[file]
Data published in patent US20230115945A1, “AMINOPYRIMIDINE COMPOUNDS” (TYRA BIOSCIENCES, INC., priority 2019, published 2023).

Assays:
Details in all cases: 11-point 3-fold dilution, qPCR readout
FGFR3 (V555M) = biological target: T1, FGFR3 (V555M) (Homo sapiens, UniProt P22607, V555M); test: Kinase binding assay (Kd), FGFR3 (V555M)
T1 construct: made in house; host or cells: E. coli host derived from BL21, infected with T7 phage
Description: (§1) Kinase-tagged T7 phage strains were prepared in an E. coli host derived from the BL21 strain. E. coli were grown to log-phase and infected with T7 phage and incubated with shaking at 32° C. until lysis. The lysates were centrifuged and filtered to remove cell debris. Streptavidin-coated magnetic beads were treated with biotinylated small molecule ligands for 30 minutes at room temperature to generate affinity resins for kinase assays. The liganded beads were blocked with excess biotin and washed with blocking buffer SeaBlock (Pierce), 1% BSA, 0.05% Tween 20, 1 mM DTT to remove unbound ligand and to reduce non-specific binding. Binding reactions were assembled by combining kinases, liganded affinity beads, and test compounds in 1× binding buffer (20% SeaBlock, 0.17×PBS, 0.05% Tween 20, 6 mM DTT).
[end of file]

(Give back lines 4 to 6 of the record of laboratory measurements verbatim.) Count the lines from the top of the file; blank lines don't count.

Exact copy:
FGFR3 (V555M) = biological target: T1, FGFR3 (V555M) (Homo sapiens, UniProt P22607, V555M); test: Kinase binding assay (Kd), FGFR3 (V555M)
T1 construct: made in house; host or cells: E. coli host derived from BL21, infected with T7 phage
Description: (§1) Kinase-tagged T7 phage strains were prepared in an E. coli host derived from the BL21 strain. E. coli were grown to log-phase and infected with T7 phage and incubated with shaking at 32° C. until lysis. The lysates were centrifuged and filtered to remove cell debris. Streptavidin-coated magnetic beads were treated with biotinylated small molecule ligands for 30 minutes at room temperature to generate affinity resins for kinase assays. The liganded beads were blocked with excess biotin and washed with blocking buffer SeaBlock (Pierce), 1% BSA, 0.05% Tween 20, 1 mM DTT to remove unbound ligand and to reduce non-specific binding. Binding reactions were assembled by combining kinases, liganded affinity beads, and test compounds in 1× binding buffer (20% SeaBlock, 0.17×PBS, 0.05% Tween 20, 6 mM DTT).